View Larger Map

Palos Verdes Drive - just South of the intersection with Hawthorne Blvd. For about 1 mile, the road is a "slide" area. Apparently this has something to do with the land constantly moving. I'm not too familiar with this geographic phenomenon, but the road is curvy, with constant, significant elevation change. These are short bursts of elevation change - not the kind of roadage that warrants "% grade" signs. I've never been on a road like this, but you could totally feel the coolness in the front suspension of the MP3 while rolling over the rough, inconsistent, twisty asphalt. Even though there's but a foot or so of distance between the two front wheels, you could feel them reacting differently as they rolled over the uneven pavement. It was a feeling like no other - definitely not the kind of feed back you'd ever feel on a two wheeler.


But while this sensation was cool and unfamiliar - it doesn't seem necessary. I could have had just as much fun on the SV650. This begs the question, why did Piaggio bother to make this vehicle? I hope to get a little internet research done tomorrow night to shed some light on possible answers to that question...

Sunday, July 26, 2009

Out of place

Yep, that's pretty much how I feel. Why? Oh, for *so* many reasons...


...first of all, if I'm turning handlebars, I expect to be straddling something. But that's not the case on scooters. Slightly awkward, but I'm adjusting.

Second, the transmission (in this case, a CVT). Pickup from a stop is painfully unpredictable - and slow. Once on the highway, it gets even worse. Just try to maintain constant velocity. The throttle is *so* gushy, you're constantly dancing around. It's like driving a boat - any change in throttle position seems to endure a significant delay before the result can be perceived.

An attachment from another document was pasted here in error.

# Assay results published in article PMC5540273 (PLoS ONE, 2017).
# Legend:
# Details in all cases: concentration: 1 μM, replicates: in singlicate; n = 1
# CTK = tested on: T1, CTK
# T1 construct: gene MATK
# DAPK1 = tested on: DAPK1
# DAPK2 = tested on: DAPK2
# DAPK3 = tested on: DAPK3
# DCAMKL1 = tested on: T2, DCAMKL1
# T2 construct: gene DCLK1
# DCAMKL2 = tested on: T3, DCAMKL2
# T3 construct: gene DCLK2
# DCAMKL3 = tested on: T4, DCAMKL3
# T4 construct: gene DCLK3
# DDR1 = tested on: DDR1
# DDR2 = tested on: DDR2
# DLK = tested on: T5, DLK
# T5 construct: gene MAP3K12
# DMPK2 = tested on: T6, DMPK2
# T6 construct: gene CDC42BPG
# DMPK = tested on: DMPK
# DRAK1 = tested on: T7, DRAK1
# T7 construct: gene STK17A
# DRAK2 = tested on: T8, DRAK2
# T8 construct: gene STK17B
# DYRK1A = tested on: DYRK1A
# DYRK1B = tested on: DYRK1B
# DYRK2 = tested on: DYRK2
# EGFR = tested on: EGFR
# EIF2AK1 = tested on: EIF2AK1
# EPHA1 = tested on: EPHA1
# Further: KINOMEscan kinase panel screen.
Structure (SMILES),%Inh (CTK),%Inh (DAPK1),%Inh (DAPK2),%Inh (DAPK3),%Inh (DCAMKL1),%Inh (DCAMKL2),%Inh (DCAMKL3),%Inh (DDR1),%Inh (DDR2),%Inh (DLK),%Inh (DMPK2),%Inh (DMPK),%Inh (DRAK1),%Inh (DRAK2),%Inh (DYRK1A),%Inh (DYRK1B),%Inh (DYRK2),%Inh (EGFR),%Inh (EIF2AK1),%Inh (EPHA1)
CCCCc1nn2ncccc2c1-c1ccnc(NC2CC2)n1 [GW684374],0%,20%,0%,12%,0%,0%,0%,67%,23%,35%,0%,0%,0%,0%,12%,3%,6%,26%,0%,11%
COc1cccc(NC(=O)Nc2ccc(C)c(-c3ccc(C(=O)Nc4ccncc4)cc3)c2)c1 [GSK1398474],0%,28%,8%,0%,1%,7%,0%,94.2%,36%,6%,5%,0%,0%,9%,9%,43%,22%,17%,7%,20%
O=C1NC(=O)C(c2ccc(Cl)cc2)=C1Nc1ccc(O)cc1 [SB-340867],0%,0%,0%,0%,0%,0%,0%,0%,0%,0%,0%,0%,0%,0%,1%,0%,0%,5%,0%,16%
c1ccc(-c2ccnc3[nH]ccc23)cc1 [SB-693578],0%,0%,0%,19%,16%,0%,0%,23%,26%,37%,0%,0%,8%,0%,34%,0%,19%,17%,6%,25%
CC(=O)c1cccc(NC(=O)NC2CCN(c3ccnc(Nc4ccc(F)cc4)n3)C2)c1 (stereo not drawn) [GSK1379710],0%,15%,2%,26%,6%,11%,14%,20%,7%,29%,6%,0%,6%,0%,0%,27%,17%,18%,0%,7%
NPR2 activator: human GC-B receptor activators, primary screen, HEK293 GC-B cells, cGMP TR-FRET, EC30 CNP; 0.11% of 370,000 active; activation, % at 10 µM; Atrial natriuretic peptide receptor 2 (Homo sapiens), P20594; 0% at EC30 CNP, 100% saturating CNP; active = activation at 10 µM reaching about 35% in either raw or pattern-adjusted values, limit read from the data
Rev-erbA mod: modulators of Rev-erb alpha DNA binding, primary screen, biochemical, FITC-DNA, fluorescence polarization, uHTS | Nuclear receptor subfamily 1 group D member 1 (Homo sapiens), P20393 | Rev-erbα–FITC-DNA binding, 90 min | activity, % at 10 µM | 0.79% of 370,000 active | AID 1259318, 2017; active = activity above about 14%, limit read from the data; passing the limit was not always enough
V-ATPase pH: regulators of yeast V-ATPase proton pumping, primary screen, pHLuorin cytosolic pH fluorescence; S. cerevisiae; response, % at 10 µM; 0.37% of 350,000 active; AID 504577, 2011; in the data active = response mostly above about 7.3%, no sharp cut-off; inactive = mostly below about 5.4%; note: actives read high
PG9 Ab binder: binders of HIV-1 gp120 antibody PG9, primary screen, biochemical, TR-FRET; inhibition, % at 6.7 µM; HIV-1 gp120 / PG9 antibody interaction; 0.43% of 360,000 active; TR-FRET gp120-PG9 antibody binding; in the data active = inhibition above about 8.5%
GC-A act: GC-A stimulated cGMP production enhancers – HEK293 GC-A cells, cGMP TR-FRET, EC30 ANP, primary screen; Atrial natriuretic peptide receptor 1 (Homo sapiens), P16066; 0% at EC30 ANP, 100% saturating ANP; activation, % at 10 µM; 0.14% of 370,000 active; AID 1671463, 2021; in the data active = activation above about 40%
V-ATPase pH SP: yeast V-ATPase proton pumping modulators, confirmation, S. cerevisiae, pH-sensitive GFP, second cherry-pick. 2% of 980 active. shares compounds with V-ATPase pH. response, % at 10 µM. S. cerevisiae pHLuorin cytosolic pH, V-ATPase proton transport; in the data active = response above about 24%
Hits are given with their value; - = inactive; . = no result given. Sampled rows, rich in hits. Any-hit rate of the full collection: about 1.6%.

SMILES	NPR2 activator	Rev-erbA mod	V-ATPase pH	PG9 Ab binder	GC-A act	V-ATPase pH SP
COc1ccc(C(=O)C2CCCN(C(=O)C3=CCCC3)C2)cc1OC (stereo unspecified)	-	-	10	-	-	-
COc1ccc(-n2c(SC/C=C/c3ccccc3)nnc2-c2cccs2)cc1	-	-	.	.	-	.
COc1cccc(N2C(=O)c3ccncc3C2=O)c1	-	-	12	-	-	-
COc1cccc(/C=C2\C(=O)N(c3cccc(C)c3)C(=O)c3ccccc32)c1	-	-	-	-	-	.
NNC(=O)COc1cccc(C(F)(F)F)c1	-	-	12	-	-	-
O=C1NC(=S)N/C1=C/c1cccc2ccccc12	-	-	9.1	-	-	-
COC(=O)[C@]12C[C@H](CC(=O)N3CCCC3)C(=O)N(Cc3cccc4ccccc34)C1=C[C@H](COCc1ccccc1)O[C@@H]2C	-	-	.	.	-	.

And third - the looks. The worst of which came from a t-shirt-and-shorts-wearing sport bike rider. He passed me 2 lanes to my left and made a significant point to turn around and stare over his shoulder before rolling-on and disappearing. I'm guessing I stand out - a fully-geared rider with a full-face helmet on a three-wheeled scooter.

But whatever, I'm tough and open-minded. I recently started running Windows again - I'm pretty sure I can make a CVT and three wheels work for me. Hello Long Beach, CA. I'm about to conquer your roads on the weirdest machine I've ever piloted.

PS - thanks to the Creama coffee shop for the free WiFi. Their bagel sandwiches are the shiznit, and their house coffee is good too.

Tuesday, July 7, 2009

Maximizing efficiency

I don't know if it's the resource conservation, the challenge of surviving inconvenience, or the chance to be different, but it feels good to travel on a motorcycle. I don't mean commuting on a motorcycle, but traveling on one.


We recently outfitted the red SV650 with SW-Motech Quick Lock Sideracks. The aim here was to outfit a motorcycle for weekend travel to family and friends (which we do quite often). We figured that, if we used the motorcycle for enough of these weekend trips, then we could recoup the cost of the sideracks! More on that later - but the opportunity to inject some more excitement into our weekend travel is always worth $229.